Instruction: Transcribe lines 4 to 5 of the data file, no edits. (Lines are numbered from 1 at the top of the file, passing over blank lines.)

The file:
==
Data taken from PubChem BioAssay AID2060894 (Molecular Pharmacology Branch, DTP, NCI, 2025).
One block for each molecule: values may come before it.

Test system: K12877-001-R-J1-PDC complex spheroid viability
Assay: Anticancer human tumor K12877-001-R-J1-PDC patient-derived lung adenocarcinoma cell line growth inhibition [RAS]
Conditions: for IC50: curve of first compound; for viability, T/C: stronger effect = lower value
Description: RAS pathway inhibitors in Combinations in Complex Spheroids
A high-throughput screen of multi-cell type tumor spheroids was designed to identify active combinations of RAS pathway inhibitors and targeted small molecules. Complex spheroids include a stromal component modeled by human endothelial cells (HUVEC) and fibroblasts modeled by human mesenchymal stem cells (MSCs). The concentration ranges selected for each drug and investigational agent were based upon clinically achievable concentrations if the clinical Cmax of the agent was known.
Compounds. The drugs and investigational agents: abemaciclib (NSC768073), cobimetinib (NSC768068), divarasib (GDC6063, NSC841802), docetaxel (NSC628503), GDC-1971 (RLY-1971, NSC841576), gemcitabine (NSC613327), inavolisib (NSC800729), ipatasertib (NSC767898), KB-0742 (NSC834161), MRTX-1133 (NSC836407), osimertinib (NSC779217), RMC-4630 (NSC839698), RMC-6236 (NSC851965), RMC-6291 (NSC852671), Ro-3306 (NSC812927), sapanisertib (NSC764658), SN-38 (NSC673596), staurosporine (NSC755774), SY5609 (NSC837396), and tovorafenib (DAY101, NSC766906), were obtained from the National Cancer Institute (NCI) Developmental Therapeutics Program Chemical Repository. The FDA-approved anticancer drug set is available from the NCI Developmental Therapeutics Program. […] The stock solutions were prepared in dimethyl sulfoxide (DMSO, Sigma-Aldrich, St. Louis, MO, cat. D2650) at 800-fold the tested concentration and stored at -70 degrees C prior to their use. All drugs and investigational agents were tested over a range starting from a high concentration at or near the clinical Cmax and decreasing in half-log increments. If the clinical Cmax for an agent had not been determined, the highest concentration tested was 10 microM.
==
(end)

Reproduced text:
Assay: Anticancer human tumor K12877-001-R-J1-PDC patient-derived lung adenocarcinoma cell line growth inhibition [RAS]
Conditions: for IC50: curve of first compound; for viability, T/C: stronger effect = lower value